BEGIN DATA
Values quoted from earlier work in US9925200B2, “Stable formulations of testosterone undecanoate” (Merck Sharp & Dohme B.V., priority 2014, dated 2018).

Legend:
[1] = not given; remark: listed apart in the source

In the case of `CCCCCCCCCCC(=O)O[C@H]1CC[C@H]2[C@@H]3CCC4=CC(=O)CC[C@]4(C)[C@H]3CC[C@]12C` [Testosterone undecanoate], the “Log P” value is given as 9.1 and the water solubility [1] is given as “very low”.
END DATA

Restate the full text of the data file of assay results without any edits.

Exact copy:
Values quoted from earlier work in US9925200B2, “Stable formulations of testosterone undecanoate” (Merck Sharp & Dohme B.V., priority 2014, dated 2018).

Legend:
[1] = not given; remark: listed apart in the source

In the case of `CCCCCCCCCCC(=O)O[C@H]1CC[C@H]2[C@@H]3CCC4=CC(=O)CC[C@]4(C)[C@H]3CC[C@]12C` [Testosterone undecanoate], the “Log P” value is given as 9.1 and the water solubility [1] is given as “very low”.